If a disaster such as a fire, windstorm or hailstorm damages your home, you are your own best advocate. Keep scrupulous records of conversations with your agent, your policies and what was damaged.
It’s important to know well in advance of a disaster what your insurance policy does and doesn’t cover. It’s smart to review your insurance policy at least once a year to make sure it’s up to date and the coverage is adequate. Regular homeowners insurance doesn’t cover floods, hurricanes or earthquakes, so if you live in an area subject to those risks, you may need additional policies. According to the Insurance Information Institute, underinsurance is a huge, chronic problem, especially when homes are destroyed.
Here are nine ways to get the best results from your insurance claim after a disaster:
Know what your policy covers. Every insurance policy is different in regards to coverage. Deductibles may not be the same for all types of claims. Does your policy pay for the actual cash value of your home and contents, or do you have replacement cost coverage, which pays the cost of buying new stuff or rebuilding your house, with some limitations?
Document your loss. That could mean providing photos or video showing the damaged items or producing a copy of a household inventory or receipts. The burden of proof is on you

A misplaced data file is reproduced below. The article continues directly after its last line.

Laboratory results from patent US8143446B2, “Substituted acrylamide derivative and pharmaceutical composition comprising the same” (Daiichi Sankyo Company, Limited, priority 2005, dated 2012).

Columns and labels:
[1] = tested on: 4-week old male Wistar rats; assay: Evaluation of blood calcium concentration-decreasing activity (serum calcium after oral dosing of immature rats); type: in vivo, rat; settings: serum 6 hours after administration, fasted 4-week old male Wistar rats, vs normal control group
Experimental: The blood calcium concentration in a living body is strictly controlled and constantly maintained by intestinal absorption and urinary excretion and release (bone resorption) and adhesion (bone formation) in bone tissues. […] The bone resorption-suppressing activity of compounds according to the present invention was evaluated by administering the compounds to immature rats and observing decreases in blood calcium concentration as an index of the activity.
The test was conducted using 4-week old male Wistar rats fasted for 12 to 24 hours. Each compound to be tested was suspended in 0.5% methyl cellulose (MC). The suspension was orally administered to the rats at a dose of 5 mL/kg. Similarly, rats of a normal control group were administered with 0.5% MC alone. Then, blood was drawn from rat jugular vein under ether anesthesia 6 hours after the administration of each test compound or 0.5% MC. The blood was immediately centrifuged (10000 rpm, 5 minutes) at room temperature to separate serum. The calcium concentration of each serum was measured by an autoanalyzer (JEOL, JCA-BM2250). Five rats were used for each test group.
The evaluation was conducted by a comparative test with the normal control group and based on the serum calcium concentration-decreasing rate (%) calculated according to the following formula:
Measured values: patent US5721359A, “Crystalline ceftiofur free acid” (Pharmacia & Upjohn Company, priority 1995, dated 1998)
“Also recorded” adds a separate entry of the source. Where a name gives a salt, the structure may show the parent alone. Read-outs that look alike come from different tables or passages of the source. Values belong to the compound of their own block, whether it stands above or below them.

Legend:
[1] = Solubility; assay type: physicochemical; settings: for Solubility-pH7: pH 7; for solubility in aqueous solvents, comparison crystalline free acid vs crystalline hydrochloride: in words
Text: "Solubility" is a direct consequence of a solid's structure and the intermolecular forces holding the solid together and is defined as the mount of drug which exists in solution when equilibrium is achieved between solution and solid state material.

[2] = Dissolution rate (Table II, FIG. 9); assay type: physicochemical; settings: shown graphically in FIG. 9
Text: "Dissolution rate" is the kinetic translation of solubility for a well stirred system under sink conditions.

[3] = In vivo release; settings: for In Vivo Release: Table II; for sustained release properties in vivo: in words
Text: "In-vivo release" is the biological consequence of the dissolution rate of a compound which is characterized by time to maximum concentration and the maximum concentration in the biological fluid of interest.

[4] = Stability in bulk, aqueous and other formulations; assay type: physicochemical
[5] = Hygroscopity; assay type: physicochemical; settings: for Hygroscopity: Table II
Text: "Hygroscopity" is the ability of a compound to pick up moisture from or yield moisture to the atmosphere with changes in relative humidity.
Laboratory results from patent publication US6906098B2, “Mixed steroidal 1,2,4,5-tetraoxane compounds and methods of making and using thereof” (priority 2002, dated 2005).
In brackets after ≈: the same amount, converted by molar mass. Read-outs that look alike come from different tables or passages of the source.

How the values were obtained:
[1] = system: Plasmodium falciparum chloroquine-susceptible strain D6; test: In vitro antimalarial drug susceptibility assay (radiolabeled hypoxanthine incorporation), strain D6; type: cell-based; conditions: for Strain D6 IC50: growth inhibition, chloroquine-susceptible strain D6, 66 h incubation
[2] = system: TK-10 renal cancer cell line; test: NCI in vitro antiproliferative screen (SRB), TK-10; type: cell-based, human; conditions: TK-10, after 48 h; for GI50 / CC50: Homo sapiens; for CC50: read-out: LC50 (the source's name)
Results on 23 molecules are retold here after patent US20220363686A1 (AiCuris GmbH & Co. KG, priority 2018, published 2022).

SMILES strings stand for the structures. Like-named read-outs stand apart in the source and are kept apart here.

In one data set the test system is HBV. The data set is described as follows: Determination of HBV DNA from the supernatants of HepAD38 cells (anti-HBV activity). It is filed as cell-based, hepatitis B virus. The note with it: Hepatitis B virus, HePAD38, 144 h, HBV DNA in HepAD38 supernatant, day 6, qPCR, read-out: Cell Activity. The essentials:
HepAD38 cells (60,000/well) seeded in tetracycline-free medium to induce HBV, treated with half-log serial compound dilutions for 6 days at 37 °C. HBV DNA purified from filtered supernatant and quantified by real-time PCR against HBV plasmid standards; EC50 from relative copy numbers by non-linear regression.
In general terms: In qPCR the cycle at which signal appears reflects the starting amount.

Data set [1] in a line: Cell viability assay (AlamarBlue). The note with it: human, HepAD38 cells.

Protect your home from further damage. If your roof is blown off or your windows are broken, the insurance company expects you to secure those openings before more damage occurs, which may not be covered.
Negotiate if you don’t like the initial offer. Get estimates from multiple contractors and send them to the insurance company with your request for reconsideration.
Know that the money won’t necessarily go to you. Most insurance checks are written to the company holding your mortgage, which then has to send the money to you.
Hire licensed contractors. Get at least three estimates, and check references, licenses and insurance. Never hire a contractor who says he was simply “in the neighborhood.” After a disaster, reputable contractors don’t need to solicit business, and those who go door to door are often unlicensed at best and scammers at worst.
Vet the contractors recommended by your insurance company. In some cases, insurance companies have a list of contractors who have agreed to do the work for what the company will pay. Ask about warranties, references, licenses and insurance
Consider hiring a public adjuster. If you’d rather let someone else handle your claim, or if you feel the amount offered is inadequate, a public adjuster may be able to help. Before you hire a public adjuster, ask for references and check the adjuster out as you would any other contractor.
Beware of scams. Disasters bring scam artists and charlatans out of the woodwork. Be wary of out-of-town roofing companies and contractors who are simply stopping by to solicit your business. Remember that good contractors don’t need to solicit business after a disaster.